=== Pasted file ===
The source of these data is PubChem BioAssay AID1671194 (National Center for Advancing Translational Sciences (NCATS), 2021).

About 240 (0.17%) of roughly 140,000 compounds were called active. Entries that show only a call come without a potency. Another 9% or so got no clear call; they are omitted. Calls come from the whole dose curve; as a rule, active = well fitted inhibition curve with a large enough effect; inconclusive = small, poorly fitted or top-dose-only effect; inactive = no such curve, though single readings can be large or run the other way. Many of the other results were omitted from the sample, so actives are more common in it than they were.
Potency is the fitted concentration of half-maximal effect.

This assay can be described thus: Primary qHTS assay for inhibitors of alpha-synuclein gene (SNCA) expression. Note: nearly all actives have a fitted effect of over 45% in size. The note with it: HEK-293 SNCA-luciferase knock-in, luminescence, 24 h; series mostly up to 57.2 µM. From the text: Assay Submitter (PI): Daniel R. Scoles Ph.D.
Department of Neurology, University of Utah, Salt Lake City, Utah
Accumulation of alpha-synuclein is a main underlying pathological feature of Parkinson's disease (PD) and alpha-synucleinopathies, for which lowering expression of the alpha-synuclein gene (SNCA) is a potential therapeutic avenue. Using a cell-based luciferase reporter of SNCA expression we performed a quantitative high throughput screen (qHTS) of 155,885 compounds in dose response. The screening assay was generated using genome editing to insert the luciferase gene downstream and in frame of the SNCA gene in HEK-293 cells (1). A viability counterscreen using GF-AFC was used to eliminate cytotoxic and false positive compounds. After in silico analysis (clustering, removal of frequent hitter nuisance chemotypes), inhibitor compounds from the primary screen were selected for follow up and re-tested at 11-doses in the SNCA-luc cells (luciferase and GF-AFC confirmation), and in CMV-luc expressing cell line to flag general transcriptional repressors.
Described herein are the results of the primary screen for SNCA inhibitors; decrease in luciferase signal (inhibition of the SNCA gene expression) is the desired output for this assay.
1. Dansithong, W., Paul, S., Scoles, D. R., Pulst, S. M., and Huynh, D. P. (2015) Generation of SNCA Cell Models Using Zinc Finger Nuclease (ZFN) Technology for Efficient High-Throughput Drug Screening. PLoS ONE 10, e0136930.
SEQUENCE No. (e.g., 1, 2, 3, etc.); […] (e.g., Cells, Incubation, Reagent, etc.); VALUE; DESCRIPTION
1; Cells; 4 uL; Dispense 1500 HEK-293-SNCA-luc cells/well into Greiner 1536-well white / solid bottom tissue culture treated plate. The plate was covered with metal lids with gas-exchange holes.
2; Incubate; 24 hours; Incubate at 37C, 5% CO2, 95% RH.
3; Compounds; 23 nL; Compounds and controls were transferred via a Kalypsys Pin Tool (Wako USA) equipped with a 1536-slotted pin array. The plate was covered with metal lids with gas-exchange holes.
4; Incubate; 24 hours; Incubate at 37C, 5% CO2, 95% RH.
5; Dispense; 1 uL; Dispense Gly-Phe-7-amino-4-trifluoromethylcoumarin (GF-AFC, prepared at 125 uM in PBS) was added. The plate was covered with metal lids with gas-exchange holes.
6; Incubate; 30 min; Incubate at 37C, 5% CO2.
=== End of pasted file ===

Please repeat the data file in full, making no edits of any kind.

The source of these data is PubChem BioAssay AID1671194 (National Center for Advancing Translational Sciences (NCATS), 2021).

About 240 (0.17%) of roughly 140,000 compounds were called active. Entries that show only a call come without a potency. Another 9% or so got no clear call; they are omitted. Calls come from the whole dose curve; as a rule, active = well fitted inhibition curve with a large enough effect; inconclusive = small, poorly fitted or top-dose-only effect; inactive = no such curve, though single readings can be large or run the other way. Many of the other results were omitted from the sample, so actives are more common in it than they were.
Potency is the fitted concentration of half-maximal effect.

This assay can be described thus: Primary qHTS assay for inhibitors of alpha-synuclein gene (SNCA) expression. Note: nearly all actives have a fitted effect of over 45% in size. The note with it: HEK-293 SNCA-luciferase knock-in, luminescence, 24 h; series mostly up to 57.2 µM. From the text: Assay Submitter (PI): Daniel R. Scoles Ph.D.
Department of Neurology, University of Utah, Salt Lake City, Utah
Accumulation of alpha-synuclein is a main underlying pathological feature of Parkinson's disease (PD) and alpha-synucleinopathies, for which lowering expression of the alpha-synuclein gene (SNCA) is a potential therapeutic avenue. Using a cell-based luciferase reporter of SNCA expression we performed a quantitative high throughput screen (qHTS) of 155,885 compounds in dose response. The screening assay was generated using genome editing to insert the luciferase gene downstream and in frame of the SNCA gene in HEK-293 cells (1). A viability counterscreen using GF-AFC was used to eliminate cytotoxic and false positive compounds. After in silico analysis (clustering, removal of frequent hitter nuisance chemotypes), inhibitor compounds from the primary screen were selected for follow up and re-tested at 11-doses in the SNCA-luc cells (luciferase and GF-AFC confirmation), and in CMV-luc expressing cell line to flag general transcriptional repressors.
Described herein are the results of the primary screen for SNCA inhibitors; decrease in luciferase signal (inhibition of the SNCA gene expression) is the desired output for this assay.
1. Dansithong, W., Paul, S., Scoles, D. R., Pulst, S. M., and Huynh, D. P. (2015) Generation of SNCA Cell Models Using Zinc Finger Nuclease (ZFN) Technology for Efficient High-Throughput Drug Screening. PLoS ONE 10, e0136930.
SEQUENCE No. (e.g., 1, 2, 3, etc.); […] (e.g., Cells, Incubation, Reagent, etc.); VALUE; DESCRIPTION
1; Cells; 4 uL; Dispense 1500 HEK-293-SNCA-luc cells/well into Greiner 1536-well white / solid bottom tissue culture treated plate. The plate was covered with metal lids with gas-exchange holes.
2; Incubate; 24 hours; Incubate at 37C, 5% CO2, 95% RH.
3; Compounds; 23 nL; Compounds and controls were transferred via a Kalypsys Pin Tool (Wako USA) equipped with a 1536-slotted pin array. The plate was covered with metal lids with gas-exchange holes.
4; Incubate; 24 hours; Incubate at 37C, 5% CO2, 95% RH.
5; Dispense; 1 uL; Dispense Gly-Phe-7-amino-4-trifluoromethylcoumarin (GF-AFC, prepared at 125 uM in PBS) was added. The plate was covered with metal lids with gas-exchange holes.
6; Incubate; 30 min; Incubate at 37C, 5% CO2.